While a cast plays an essential role in the healing of broken bones, the importance of a well-balanced diet rich in those nutrients known to aid the repair of fractures should not be forgotten. This may not be an issue for many of the people who you provide casting for, but in seniors nutritional deficiencies are more frequent that you may realize. Particularly in frail older adults who report a history of weight loss or poor appetite they may be deficient in a number of key nutrients vital for bone healing. Although this may warrant referral to a dietitian to carry out a detailed nutritional assessment to formulate a treatment plan to boost their dietary intake, it is helpful that you have an awareness of those nutrients critical to bone restoration. While you are probably already well aware of the importance of obtaining enough calcium, what other dietary components are essential?
Diets that include excessive protein are associated with losses of bone mineral density, but a deficiency of protein, which is more likely among the elderly, can impair fracture healing. Protein is beneficial to bone repair in a number of ways. Protein accounts for around half of bone structure by volume and when a bone is broken, the body is required to create new structural proteins within the bone, which requires an adequate supply of dietary amino acids. Adequate protein in the diet also promotes the production of growth factors which have a positive impact on bone renewal and aids the absorption of dietary calcium. Although meat and fish are rich in protein, vegetarians can source sufficient protein from dairy produce, pulses, nuts and seeds. It may in fact be beneficial to obtain more of our protein from these sources, as dairy and plant-based proteins appear to be less damaging to the bones when taken in higher amounts.
This vitamin regulates calcium uptake in the intestines to ensure that there is adequate calcium in the blood to allow appropriate mineralization in the bones, which is particularly important following a fracture. While the action of sunlight on our skin generates vitamin D and regular time spent outdoors is the easiest way to produce sufficient to meet our needs, for anyone housebound or whose mobility is limited, they may easily miss out on this opportunity; this process also becomes less efficient as we age. Few foods in the diet are rich in this vitamin – egg yolks, oily fish such as mackerel, sardines and salmon and fortified foods such as breakfast cereals, milk and margarine are the only real sources. Certainly anyone with osteoporosis is recommended to take a supplement of vitamin D, as are post-menopausal women living in nursing homes or who spend little time outdoors.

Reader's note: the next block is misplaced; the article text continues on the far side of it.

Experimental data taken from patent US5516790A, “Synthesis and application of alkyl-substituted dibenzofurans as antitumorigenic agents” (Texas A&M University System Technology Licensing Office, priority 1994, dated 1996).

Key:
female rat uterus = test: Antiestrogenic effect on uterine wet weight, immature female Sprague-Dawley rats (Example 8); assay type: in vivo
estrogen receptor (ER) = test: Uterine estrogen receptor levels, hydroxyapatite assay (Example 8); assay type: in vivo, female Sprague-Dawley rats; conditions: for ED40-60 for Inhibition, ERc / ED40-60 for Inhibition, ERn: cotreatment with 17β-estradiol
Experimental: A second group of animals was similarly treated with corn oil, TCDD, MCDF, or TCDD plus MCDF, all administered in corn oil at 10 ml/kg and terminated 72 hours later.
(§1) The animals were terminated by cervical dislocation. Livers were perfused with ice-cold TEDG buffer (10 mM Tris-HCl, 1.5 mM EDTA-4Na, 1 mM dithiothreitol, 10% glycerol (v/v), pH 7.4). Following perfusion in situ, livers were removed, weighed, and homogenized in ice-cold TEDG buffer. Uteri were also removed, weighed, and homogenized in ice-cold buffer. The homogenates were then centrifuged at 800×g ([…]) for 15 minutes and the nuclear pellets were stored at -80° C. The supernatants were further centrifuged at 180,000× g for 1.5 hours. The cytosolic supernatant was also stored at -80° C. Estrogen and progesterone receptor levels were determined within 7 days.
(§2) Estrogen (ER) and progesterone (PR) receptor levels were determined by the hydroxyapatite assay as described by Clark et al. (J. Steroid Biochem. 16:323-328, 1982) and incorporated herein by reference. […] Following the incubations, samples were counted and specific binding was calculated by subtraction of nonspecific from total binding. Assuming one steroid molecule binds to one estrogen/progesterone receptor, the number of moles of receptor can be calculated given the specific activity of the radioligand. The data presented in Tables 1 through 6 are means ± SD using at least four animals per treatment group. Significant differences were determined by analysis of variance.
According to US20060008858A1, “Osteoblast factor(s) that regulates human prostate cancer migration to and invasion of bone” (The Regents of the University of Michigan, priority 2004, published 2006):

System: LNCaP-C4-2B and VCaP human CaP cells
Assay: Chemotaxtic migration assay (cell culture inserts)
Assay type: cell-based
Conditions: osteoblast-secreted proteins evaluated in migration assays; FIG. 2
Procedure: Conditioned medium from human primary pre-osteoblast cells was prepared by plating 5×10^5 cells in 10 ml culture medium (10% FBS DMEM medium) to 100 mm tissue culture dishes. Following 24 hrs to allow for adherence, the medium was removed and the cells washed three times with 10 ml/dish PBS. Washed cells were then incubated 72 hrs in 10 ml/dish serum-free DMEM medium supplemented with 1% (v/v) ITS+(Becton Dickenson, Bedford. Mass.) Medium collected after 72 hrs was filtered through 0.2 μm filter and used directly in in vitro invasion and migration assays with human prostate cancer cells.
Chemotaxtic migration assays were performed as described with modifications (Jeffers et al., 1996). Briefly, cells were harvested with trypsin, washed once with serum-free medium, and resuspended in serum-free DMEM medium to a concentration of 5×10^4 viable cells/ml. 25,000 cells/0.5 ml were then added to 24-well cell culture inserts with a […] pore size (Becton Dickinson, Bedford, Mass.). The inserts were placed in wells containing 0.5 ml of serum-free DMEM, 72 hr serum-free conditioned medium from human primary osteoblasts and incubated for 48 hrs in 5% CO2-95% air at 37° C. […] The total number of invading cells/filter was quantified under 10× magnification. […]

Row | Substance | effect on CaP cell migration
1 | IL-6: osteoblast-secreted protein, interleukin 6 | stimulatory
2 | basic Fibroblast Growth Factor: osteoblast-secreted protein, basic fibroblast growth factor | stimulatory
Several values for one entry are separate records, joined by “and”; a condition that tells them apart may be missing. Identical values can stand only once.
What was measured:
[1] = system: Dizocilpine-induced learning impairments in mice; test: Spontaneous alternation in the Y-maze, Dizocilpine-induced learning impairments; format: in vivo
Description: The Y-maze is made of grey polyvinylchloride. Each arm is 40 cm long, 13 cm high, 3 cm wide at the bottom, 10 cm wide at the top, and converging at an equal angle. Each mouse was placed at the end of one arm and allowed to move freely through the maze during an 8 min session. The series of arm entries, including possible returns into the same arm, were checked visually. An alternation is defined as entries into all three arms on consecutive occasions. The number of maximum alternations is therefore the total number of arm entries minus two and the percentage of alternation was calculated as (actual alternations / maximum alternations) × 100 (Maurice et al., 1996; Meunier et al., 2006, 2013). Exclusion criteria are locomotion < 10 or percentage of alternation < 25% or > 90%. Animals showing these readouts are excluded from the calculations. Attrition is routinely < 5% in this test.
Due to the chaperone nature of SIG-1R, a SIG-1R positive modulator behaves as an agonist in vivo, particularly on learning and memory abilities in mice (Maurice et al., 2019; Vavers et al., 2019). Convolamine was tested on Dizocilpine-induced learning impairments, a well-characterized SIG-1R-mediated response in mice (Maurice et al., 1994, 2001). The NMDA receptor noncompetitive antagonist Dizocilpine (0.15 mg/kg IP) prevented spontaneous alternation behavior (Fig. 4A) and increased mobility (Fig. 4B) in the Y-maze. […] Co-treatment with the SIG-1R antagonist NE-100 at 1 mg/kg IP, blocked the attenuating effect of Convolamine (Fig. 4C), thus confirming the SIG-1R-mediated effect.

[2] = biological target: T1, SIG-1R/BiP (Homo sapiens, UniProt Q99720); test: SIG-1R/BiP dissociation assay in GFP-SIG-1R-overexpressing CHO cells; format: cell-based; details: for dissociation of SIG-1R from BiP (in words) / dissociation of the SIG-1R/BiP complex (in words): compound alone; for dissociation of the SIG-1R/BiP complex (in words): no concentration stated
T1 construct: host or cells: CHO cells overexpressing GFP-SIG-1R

Collagen is one of the major proteins in bone important for healing and vitamin C helps to aid collagen formation. This vitamin is sourced from fruit, vegetables and potatoes, with citrus fruits, berries, kiwis, tomatoes, peppers and green vegetables offering some of the richest supplies; anyone with a diet low in fruit and vegetables is likely to be deficient. However, vitamin levels also decline with time and when foods containing the vitamin are heated. Therefore even if someone includes a range of fruit and vegetables in their diet each day, if they are limited how often they can do a grocery shop, rely on canned produce and tend to boil their potatoes and vegetables well, they can be short of this vitamin. Using frozen versions and steaming or microwaving are among the helpful ways to preserve vitamin C levels in food.
Although protein, calcium, vitamin D and C are the nutrients advocated for healing fractures by the American Academy of Orthopedic Surgeons, iron also appears to play an important role and someone with iron deficiency anemia is more likely to experience slower repair of a fracture. Iron is important for both collagen formation and adequate hemoglobin to supply oxygen to the bones which is vital for healing to take place. Red meat and offal are the richest sources of iron, but the darker meat from poultry, oily fish, eggs, fortified breakfast cereals, pulses, dried fruit, leafy greens and wholegrains also offer a useful means to receive dietary iron. Non-meat iron isn’t absorbed as efficiently, but this can be aided by the inclusion of vitamin C rich items at each meal and avoiding tea or coffee near mealtimes.
Although supplements that supply the recommended daily amount can be taken to prevent and correct deficiencies of nutrients, even when these are used the emphasis should be to aim for a nutrient rich diet, as this will provide a range of other health benefits as well as aiding fracture repair.
Article by: Claire Holt